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The HTPC 8000 supports large components in most locations, including high-capacity power supplies that are up to 10" long. But we chose our components based on what would also fit into the other case for this review.
The HTPC 8000 installation kit includes fine- and coarse-thread case screws, cable ties, replacement rubber dampeners for the upper hard drive mounts, and shoulder screws for use with the rubber dampeners.
nMedia suggests installing the first two hard drives in the lower 3.5” bays, without the benefit of rubber dampeners. The optical drive is also screwed directly to the rack, but the combination is solid enough to reduce vibrations.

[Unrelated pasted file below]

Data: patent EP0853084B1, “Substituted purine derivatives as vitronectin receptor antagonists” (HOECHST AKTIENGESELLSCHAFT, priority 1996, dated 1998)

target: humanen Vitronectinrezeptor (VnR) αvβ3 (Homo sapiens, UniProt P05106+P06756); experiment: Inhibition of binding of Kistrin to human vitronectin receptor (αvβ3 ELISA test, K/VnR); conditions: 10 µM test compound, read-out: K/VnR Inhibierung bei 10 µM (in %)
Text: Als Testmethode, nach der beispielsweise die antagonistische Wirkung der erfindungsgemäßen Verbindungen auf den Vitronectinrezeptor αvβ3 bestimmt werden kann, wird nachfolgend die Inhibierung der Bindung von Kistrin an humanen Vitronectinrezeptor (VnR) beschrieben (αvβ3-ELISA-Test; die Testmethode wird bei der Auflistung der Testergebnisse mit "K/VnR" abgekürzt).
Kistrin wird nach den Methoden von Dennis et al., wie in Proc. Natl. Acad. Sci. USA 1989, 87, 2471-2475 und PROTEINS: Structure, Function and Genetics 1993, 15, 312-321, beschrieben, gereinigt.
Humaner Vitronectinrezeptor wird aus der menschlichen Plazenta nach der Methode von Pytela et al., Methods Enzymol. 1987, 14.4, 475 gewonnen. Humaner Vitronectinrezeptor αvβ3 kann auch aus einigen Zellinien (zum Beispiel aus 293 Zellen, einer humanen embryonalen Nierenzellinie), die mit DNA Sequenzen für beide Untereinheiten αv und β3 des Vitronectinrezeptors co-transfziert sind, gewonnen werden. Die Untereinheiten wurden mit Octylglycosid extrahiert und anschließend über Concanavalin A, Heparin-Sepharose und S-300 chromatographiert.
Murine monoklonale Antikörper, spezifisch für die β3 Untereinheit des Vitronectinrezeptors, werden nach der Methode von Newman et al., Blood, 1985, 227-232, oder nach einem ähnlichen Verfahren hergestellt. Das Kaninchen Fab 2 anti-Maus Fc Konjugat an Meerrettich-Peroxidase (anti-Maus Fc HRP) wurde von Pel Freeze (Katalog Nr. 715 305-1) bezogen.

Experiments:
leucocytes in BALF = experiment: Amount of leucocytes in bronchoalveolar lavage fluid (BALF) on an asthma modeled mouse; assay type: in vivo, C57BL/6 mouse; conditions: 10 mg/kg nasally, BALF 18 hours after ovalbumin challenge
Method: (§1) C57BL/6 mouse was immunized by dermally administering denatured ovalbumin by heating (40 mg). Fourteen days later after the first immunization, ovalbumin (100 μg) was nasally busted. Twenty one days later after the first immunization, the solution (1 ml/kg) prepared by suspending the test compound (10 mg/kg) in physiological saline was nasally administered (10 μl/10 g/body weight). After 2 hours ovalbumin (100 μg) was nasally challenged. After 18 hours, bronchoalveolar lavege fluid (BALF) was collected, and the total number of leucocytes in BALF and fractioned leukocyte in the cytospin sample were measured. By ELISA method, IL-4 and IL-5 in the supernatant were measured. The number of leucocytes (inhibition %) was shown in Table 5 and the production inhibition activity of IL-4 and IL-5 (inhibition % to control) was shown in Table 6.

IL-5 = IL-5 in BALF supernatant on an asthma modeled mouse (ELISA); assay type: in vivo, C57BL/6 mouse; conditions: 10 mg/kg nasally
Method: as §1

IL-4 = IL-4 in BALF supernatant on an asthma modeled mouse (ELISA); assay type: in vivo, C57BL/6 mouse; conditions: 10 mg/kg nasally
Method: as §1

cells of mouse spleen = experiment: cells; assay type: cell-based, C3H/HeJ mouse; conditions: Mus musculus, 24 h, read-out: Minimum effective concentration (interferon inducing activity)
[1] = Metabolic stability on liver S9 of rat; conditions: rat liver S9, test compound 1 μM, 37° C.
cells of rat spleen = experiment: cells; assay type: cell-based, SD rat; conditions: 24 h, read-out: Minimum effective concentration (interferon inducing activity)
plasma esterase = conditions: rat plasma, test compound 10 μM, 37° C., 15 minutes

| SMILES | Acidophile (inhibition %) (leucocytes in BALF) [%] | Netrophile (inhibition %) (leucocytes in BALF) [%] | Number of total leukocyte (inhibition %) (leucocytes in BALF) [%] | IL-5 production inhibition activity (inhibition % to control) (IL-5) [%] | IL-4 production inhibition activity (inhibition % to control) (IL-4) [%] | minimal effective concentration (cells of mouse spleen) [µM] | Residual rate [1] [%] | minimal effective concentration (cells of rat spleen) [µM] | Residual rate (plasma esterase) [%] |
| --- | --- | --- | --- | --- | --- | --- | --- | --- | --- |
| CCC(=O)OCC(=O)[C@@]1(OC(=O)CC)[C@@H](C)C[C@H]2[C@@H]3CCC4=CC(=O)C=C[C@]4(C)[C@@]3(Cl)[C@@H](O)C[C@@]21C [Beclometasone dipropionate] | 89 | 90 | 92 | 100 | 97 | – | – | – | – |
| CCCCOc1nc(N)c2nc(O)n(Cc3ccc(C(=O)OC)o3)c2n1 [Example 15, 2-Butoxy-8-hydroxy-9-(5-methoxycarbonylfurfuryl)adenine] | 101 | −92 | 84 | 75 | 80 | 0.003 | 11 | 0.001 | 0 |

Our oversized power supply and a GeForce GTX 285 slipped into the system without issue, with excess cable length stuffed between the motherboard and front panel. Extra space at the motherboard's bottom edge would have allowed us to substitute a full ATX motherboard for the micro-ATX part we chose, while extra space beneath the drives would have allowed a much larger and quieter CPU cooler to be used.
Unfortunately, the front panel optical drive eject button did not reach that of any of our drives, even when fully depressed. A 1/8” spacer was required regardless of drive model.
We found our 1/8” spacer in the form of the yellowish-clear self-adhesive button seen above. Available online as cabinet door bumpers, these buttons should also be available at some home-supply stores. nMedia, unfortunately, did not supply this part, and we’re certain that the button spacing issue will cause some grief for most builders.